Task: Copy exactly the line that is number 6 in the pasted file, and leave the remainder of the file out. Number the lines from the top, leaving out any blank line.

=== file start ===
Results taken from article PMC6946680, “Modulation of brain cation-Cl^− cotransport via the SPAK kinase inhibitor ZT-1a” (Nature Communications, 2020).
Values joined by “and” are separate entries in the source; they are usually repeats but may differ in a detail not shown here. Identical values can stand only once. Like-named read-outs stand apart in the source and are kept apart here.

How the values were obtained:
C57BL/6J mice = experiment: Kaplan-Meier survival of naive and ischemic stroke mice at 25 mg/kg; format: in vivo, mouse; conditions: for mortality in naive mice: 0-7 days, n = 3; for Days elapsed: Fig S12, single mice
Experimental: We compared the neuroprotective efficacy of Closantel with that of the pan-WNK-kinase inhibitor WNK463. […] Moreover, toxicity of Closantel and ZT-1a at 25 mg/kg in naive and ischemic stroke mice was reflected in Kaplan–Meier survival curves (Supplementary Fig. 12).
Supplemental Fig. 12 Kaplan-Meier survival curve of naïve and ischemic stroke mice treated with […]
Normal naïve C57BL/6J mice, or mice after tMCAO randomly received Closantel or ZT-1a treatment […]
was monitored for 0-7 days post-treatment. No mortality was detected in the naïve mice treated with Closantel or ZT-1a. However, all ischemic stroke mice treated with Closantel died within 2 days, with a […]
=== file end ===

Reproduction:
Supplemental Fig. 12 Kaplan-Meier survival curve of naïve and ischemic stroke mice treated with […]